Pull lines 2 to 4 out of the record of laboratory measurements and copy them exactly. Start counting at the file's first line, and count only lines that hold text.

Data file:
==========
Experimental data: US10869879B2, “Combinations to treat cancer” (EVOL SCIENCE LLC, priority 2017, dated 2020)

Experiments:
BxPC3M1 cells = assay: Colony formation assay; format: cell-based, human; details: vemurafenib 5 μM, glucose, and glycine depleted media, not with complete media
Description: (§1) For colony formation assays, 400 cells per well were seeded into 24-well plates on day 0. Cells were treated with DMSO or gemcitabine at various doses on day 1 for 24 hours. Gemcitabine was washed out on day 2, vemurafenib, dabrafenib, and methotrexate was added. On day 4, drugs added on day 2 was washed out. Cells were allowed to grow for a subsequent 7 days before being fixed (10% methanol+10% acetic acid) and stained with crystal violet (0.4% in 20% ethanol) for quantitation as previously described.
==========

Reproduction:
Experiments:
BxPC3M1 cells = assay: Colony formation assay; format: cell-based, human; details: vemurafenib 5 μM, glucose, and glycine depleted media, not with complete media
Description: (§1) For colony formation assays, 400 cells per well were seeded into 24-well plates on day 0. Cells were treated with DMSO or gemcitabine at various doses on day 1 for 24 hours. Gemcitabine was washed out on day 2, vemurafenib, dabrafenib, and methotrexate was added. On day 4, drugs added on day 2 was washed out. Cells were allowed to grow for a subsequent 7 days before being fixed (10% methanol+10% acetic acid) and stained with crystal violet (0.4% in 20% ethanol) for quantitation as previously described.